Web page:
- Has this incident happened in the past? If so, what is missing in safety protocol?
Both large and small companies have resources available to help them manage risks. OSHA has developed a website (osha.gov) to give employers and workers help to identify, reduce and eliminate construction-related hazards. OSHA also has a site (osha.gov/workers/index. html) designed just for workers so that they understand their rights and have a defined reporting method. The National Safety Council has a guidance document about how to conduct an incident investigation at www.nsc.org. Another avenue to promote safety is to look into Safety Week 2016, taking place May 2–6. The initiative was started by 40 national and global construction firms making up The Construction Industry Safety Initiative and the Incident & Injury Free Executive Forum. Many companies celebrate their own Safety Week and use the event as a way to refocus safety plans, come up with new safety tips and practices, and reinvigorate workers about the importance of safety. There also will be a Safety Summit in September by CISI to further promote safety. Find more details at www.safetyweek2016.com.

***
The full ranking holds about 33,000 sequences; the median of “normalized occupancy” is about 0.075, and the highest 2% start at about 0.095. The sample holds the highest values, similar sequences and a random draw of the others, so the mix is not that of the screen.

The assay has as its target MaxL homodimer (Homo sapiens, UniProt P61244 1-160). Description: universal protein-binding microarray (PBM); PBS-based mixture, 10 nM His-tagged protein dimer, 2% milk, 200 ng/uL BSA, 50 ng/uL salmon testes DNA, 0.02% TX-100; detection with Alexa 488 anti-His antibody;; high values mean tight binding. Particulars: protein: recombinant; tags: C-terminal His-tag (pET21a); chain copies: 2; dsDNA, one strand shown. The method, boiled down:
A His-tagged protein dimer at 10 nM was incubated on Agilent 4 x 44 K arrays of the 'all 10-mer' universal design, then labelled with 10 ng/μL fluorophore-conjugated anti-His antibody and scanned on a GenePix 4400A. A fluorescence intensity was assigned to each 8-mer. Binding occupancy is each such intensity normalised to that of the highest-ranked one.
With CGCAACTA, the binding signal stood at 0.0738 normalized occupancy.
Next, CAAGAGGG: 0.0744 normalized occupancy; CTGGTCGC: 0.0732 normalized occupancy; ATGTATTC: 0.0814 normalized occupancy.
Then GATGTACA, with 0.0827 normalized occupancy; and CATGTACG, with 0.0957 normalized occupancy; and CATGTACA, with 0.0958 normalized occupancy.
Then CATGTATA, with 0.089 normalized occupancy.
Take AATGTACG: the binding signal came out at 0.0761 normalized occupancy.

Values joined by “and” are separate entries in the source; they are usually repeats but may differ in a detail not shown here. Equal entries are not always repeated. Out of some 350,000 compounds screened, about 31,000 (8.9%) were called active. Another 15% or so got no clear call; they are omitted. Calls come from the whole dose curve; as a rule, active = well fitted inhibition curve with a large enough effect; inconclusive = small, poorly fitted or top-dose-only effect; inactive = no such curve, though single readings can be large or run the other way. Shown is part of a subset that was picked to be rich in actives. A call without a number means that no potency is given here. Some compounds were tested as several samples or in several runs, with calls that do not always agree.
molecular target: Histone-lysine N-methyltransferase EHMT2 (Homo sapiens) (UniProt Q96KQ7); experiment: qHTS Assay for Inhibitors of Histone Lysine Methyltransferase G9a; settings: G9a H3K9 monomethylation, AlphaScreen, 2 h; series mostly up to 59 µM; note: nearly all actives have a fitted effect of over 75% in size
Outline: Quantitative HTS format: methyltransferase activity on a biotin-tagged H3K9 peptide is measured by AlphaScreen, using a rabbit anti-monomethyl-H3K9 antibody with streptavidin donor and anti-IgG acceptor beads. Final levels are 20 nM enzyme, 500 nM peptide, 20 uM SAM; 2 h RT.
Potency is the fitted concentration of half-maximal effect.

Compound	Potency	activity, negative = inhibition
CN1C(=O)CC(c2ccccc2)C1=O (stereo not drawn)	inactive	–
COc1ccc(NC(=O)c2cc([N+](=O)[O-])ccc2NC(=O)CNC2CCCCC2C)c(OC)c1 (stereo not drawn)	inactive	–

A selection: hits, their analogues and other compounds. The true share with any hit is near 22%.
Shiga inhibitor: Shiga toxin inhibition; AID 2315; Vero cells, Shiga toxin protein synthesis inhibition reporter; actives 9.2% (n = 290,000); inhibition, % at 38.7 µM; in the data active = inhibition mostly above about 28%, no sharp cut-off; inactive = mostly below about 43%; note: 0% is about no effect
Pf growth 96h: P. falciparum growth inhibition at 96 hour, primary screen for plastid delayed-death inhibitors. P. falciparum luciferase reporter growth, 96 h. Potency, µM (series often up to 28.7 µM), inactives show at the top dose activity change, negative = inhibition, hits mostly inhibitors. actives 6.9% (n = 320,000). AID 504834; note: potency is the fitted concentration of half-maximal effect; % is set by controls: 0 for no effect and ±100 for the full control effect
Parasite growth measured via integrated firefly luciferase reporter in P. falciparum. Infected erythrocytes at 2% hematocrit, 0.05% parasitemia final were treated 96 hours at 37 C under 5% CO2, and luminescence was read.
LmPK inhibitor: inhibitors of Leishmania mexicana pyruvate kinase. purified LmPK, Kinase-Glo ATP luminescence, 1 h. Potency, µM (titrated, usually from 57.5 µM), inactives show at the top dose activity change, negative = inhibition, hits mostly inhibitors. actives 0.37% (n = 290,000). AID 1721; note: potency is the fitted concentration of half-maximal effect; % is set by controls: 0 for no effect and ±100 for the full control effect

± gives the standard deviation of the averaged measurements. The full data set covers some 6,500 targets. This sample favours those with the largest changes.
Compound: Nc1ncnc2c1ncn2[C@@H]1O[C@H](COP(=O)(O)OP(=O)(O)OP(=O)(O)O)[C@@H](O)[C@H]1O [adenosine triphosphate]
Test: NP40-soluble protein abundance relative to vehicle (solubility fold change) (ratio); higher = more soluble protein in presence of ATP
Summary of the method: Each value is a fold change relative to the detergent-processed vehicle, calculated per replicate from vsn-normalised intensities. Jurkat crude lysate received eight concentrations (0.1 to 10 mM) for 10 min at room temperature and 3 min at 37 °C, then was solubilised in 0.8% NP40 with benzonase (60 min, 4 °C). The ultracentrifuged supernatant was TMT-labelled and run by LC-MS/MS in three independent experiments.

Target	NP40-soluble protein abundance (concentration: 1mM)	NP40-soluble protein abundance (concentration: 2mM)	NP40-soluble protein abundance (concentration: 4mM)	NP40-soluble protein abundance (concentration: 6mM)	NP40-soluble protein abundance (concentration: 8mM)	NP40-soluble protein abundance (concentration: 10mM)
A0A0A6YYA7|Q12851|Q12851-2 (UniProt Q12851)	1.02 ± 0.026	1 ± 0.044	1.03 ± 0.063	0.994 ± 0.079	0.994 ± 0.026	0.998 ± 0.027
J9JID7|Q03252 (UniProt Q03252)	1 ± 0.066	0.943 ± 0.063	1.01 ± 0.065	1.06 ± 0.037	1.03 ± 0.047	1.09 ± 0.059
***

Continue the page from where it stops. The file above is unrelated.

Safety is a broad topic, but this special section offers tips. If you are a highway design, bridge or safety engineer, you regularly consider safety features used on highways. The AASHTO Manual for Assessing Safety Hardware (MASH), is the new standard for the crash testing of safety hardware devices used on the National Highway System. Although AASHTO announced changes to MASH years ago, sunset dates were announced by the Federal Highway Administration in January. Turn to page S7 to discover more about those dates.
Of the changes, Jim Crowley, vice president of new product development and marketing for Trinity Highway, Dallas, says, “We fully support the AASHTO/FHWA agreement to transition to the MASH testing criteria. We have and will continue to develop products to the new testing standards in order to support the states and the implementation dates.” When looking for more safety tools, consider heading to your smartphone, computer or tablet. SafetyNet automates the collection of workplace safety data and predicts high-risk areas where injuries are likely to occur with 97% accuracy (see page S5).
Does It Matter?